Photo Credit: Tom Szczerbowski-USA TODAY Sports

HHOF 2020: Jarome and. . .

We know that Jarome Iginla is a mortal lock to be named to the Hockey Hall of Fame by the selection committee in his first year of eligibility Wednesday. But what about former Edmonton Oilers’ captain Kevin Lowe, in his 20th year of eligibility, and other candidates like Theoren Fleury, Alexander Mogilny, Marian Hossa and Daniel Alfredsson, to name just five of several candidates? Lots of room for debate there.

Iginla, a local lad who spent most of his NHL career with the Calgary Flames, is a no-brainer. He scored 625 goals and had 1,300 regular season points in 1,554 games. A two-time 50-goal scorer and Rocket Richard Trophy winner, Iginla was a two-time Hart Memorial Trophy runner-up, a winner of the Ted Lindsay Award and an Art Ross Trophy winner.

Iginla was a two-time Memorial Cup winner, a two-time Olympic gold medalist and he won gold at the WJC. He wore the captain’s C for the Flames for a decade as one of the most dominant power forwards of his era. He won the King Clancy Memorial Trophy and the Mark Messier Leadership Award for philanthropy. I’m likely missing an award or two in there, but you get the drift. Slam-dunk, even without a Stanley Cup ring.

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I think Alfredsson, who is in his fourth year of eligibility, could and should get in this time. Reasonable cases can be made for Mogilny, in his 12th year of eligibility, Hossa, in his first year, and Keith Tkachuk, in his eighth-year. The two who generate the most debate, and have for many years, though, are Lowe and Fleury. A pair of polarizing players to be sure. Are they HHOF worthy?


While Lowe never won a Norris Trophy and was never a dominant offensive player like Paul Coffey, or even the best defenceman on his team, all he did was win. Lowe sipped from six Stanley Cups, five with the Oilers and a sixth with the New York Rangers. He is tied for sixth all-time among NHL defencemen with 214 playoff games. Nine of the top-10 D-men in that category — Chris Chelios, Niklas Lidstrom, Scott Stevens, Larry Robinson, Larry Murphy, Ray Bourque, Scott Niedermayer, Coffey and Denis Potvin – are in the HHOF. Only Robinson won as many Cups.

Simply put, Lowe did the dirty work not the glamorous work, taking care of his own end first. That’s not something as easy to measure and put value to as offensive numbers. A lot of people, many of them former teammates like Craig Simpson, say they believe Lowe should be in. In 2019, the HHOF committee gave Guy Carbonneau the nod. Carbonneau, who won three Stanley Cups with Montreal and was a three-time Selke Trophy winner, wasn’t a big numbers guy. Like Lowe, he won. He did his job.

With headlines about Fleury being sexually abused by coach Graham James and his issues with addiction, what a dynamic player Fleury was can get lost in the noise. At five-foot-six and 165 pounds when he broke in with Calgary in 1988-89, Fleury was a diminutive dynamo in big man’s game. He had a 50-goal season. He hit 100 points twice. Fleury played in seven all-star games. He finished in the top-five in Hart Memorial Trophy voting twice. His 1989 Stanley Cup aside, Fleury won gold medals at the Olympics, the Canada Cup and WJC.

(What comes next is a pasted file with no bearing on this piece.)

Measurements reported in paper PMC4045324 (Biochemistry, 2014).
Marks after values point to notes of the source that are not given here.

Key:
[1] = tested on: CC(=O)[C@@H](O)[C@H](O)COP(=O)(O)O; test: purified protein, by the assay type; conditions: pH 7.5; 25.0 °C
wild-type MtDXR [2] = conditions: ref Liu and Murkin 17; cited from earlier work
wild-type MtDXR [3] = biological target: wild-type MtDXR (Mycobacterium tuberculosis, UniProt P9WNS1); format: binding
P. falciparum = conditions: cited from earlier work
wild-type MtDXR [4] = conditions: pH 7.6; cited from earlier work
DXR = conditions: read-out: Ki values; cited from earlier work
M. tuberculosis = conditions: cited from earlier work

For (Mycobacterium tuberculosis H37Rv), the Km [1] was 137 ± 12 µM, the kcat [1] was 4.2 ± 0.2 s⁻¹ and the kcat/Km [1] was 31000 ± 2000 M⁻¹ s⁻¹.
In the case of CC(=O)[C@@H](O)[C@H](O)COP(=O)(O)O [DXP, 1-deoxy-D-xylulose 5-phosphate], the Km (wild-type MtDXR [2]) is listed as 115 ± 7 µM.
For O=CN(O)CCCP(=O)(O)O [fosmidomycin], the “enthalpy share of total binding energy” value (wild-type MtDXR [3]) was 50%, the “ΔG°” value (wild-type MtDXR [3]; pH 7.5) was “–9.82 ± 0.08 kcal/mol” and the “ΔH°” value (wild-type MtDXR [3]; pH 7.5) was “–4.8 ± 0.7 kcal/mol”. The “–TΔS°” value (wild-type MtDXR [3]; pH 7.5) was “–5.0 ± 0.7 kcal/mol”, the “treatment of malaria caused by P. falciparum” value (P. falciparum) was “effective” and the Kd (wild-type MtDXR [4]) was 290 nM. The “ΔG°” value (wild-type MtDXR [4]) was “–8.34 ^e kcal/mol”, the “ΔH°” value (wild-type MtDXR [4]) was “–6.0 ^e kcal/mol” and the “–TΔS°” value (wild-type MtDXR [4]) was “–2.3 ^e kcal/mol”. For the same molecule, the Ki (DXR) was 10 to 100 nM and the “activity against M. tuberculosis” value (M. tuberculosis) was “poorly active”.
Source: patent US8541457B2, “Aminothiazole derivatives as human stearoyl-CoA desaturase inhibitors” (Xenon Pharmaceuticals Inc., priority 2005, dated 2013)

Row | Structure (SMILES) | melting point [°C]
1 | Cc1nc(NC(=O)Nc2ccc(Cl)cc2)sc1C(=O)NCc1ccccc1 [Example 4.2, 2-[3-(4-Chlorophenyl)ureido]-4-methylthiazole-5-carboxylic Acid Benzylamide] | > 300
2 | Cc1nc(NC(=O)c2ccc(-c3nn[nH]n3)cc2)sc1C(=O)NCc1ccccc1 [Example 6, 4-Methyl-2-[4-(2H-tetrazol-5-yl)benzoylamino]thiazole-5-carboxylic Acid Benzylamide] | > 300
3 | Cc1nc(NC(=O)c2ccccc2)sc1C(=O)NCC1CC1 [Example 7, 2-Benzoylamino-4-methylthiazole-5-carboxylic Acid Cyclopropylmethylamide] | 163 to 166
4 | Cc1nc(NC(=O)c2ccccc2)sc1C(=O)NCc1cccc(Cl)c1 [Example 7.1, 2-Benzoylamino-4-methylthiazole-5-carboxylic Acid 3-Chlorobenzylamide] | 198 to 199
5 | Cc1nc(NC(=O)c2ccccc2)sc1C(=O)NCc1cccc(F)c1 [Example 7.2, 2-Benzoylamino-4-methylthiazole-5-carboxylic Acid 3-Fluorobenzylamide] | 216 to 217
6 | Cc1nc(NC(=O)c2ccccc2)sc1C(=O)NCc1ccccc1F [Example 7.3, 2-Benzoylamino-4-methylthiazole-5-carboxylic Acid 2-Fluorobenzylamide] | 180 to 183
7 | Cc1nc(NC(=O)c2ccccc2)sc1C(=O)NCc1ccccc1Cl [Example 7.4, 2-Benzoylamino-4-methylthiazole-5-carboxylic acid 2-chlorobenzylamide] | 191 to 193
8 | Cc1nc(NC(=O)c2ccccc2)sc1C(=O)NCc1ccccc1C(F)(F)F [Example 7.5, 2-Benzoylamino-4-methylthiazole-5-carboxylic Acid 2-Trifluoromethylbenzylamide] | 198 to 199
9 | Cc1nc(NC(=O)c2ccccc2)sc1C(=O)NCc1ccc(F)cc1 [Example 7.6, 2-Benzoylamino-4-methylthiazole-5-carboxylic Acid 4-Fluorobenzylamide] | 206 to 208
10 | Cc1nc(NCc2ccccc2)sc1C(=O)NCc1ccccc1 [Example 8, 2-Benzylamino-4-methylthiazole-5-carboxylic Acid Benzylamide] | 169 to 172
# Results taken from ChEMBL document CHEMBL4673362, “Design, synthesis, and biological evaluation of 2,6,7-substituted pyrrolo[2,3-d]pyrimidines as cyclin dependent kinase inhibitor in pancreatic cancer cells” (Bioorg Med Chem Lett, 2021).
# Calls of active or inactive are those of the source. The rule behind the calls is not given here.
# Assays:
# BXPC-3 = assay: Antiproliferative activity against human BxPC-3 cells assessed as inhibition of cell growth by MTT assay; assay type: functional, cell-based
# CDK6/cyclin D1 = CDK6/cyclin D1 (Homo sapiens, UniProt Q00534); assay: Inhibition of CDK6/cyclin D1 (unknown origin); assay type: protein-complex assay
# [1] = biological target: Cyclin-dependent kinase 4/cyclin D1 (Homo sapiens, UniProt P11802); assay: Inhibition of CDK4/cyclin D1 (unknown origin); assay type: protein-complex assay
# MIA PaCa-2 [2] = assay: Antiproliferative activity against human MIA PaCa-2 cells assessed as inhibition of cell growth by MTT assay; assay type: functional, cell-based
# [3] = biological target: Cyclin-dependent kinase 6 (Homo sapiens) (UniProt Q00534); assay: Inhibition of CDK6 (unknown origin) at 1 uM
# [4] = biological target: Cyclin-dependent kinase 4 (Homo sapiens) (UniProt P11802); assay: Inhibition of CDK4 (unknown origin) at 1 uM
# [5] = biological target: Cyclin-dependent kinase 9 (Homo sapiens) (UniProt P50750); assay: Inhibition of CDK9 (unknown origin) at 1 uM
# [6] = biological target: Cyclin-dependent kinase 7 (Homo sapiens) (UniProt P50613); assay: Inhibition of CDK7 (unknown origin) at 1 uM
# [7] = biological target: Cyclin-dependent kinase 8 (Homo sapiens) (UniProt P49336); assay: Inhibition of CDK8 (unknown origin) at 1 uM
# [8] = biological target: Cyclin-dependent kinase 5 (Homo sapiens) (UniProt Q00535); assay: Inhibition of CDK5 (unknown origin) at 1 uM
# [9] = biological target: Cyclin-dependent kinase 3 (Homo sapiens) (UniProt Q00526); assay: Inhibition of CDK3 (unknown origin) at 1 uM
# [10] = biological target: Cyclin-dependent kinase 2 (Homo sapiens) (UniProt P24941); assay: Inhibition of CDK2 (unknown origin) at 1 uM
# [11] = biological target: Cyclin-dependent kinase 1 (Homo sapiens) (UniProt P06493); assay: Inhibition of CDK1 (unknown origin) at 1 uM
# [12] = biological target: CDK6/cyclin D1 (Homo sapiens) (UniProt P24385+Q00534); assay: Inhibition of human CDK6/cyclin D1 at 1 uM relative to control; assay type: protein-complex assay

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Despite his struggles off the ice, Fleury was unquestionably brilliant on it, finishing top-10 in goals and points on three different occasions. That said, it can be difficult to separate the two, particularly with how his career ended. His 455 goals rank him 58th all-time. Fleury is one of only 15 players in NHL history to average one point per game in regular season (at least 1,000 games played) and in playoffs (at least 75 games played). The other 14 are in the HHOF.

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I think perceptions of Lowe and Fleury have been tainted by factors other than what they did on the ice. With Lowe, I don’t think there’s any doubt his lack of success in Edmonton as GM and POHO after his playing days were done soured some Oilers’ fans on him. I can’t imagine that has any impact with HHOF voters.

With Fleury, his alcohol addiction caused his departure from the NHL. It ended badly. Fleury was suspended for two months before the 2002-03 season for being in violation of his substance abuse aftercare program. Then, after being reinstated, Fleury was suspended indefinitely. It’s not a stretch to think he’s not in the good graces of many NHL people, including those who vote.

Bottom line? For me, Lowe was a really good and important player on some great teams, but he falls just short of what constitutes a HHOF player. Then again, there are some players already inducted who fall into the same category. I wouldn’t be stunned or unhappy if Lowe got in, but for me it’s close but no cigar.

As for Fleury, I think he deserves to get in but won’t, at least not yet. I’d love to be wrong, but I don’t think enough people with votes are willing to put aside the tumultuous end to his career and how he left the league before an unsuccessful comeback bid.

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Previously by Robin Brownlee